Matthew Russo, Trombone
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Matthew Russo

trombone

Matthew Russo, Trombone

Trombonist Matthew Russo enjoys a varied career throughout Connecticut as an educator and performer. Russo is serves on the faculty at The Hartt School Community Division and the University of Connecticut. Prior to his appointment at UConn, he served on the faculty of The Hartt School, leading the Hartt Trombone Ensemble in the premieres of 10 new works for trombone choir and fundraising concerts that raised thousands of dollars for local charities. Russo’s students have had success in regional, state, and national competitions and festivals. 

As a performer, Russo frequently performs as a soloist with area ensembles, including a recent solo concerto performance with the Connecticut Valley Symphony Orchestra. In 2016, he premiered Ryan Jesperson’s Concerto for Trombone, “Cowiche” with the UConn Symphony Orchestra. He is principal trombonist of the Norwalk Symphony Orchestra, and appears regularly with the New Haven, Hartford, Waterbury, Wallingford, and Greater Bridgeport Symphonies. He is a regular trombonist at the Goodspeed Opera House, most recently in its productions of Oklahoma! and Thoroughly Modern Millie, and has played for the Hartford Stage, Monomoy, Ivoryton, and Playhouse on Park theatre companies.

A frequent recitalist and advocate of new music, Russo endeavors to bring unknown works to new audiences through innovative programs and themes. In these endeavors, he has premiered dozens of works. His most recent program,Memoirs, focused on music and memory and featured the premiere of Julien Monick’s Azteccia Sketches for trombone and piano. 

Russo is a two-time winner of the Paranov Concerto Competition and was runner-up in the 2012 International Trombone Association Alto Competition at the International Trombone Festival in Paris, France. Russo holds a Doctor of Musical Arts from The Hartt School and a Master of Music from the Yale School of Music. His main area of research is the collegiate trombone ensemble. His doctoral essay, Transcribing the Fourth Movement of Brahms's Symphony No. 4, discusses the compositional techniques used by transcribers and arrangers when writing for the trombone ensemble. His principal teachers include Ronald A. Borror, Scott Hartman, and John D. Rojak. Russo plays Hartman mouthpieces.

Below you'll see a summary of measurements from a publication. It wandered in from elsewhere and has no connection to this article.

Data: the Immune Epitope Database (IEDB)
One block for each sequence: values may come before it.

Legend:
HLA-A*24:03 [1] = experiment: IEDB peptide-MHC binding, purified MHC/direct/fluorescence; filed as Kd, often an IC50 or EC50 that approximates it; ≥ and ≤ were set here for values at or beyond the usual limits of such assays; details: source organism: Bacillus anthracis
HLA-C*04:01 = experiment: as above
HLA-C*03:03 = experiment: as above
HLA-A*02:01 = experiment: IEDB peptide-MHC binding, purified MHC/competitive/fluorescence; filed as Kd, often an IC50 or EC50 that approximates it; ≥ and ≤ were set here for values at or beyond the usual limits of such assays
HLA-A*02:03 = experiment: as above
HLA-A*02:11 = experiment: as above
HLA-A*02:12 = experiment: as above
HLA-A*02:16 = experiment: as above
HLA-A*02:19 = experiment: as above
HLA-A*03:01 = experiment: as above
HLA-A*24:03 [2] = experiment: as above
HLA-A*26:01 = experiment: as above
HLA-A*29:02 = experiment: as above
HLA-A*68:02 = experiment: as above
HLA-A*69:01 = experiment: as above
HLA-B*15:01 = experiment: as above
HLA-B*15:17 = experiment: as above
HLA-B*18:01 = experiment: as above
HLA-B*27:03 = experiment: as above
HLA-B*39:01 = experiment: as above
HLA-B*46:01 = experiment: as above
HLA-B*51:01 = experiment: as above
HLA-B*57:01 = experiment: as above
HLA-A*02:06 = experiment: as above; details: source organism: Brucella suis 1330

Teaching Philosophy

My ultimate goal as an educator is to foster curiosity in all of my students. The path there differs from student to student and age to age. My students are encouraged to experience music in a variety of ways, including singing, playing their instrument, and movement. Students will experience strict routines and free improvisations. We may engage in activities that may seem unrelated at the time but are designed to find a solution through a different approach. Above all, students will develop musicianship, not just learning the correct notes and rhythms, and will be encouraged to find their own unique musical voice. Students are encouraged to embrace the music that interests them while displaying mastery of a variety of musical styles. 

I believe in a structured, disciplined, and individualized curriculum that progressively builds on techniques from lesson to lesson. My role is to guide students through various styles of music, helping them to recognize what music speaks to them. The goal is for students to have the skills to examine the exceptions in music, rather than regurgitate the rules handed down from generation to generation. Each lesson asks students how to address their own challenges and come up with their own solutions. This expectation of self-sufficiency extends beyond the classroom with the hope that students will have the ability to address issues in their playing on their own. 

This works in tandem with my philosophy that the teacher has just as much to learn in the classroom as the students. I challenge myself to answer why a particular concept worked well or did not. Each lesson is an opportunity for the teacher and student to explore a technique or topic in the hope of finding a solution for that student.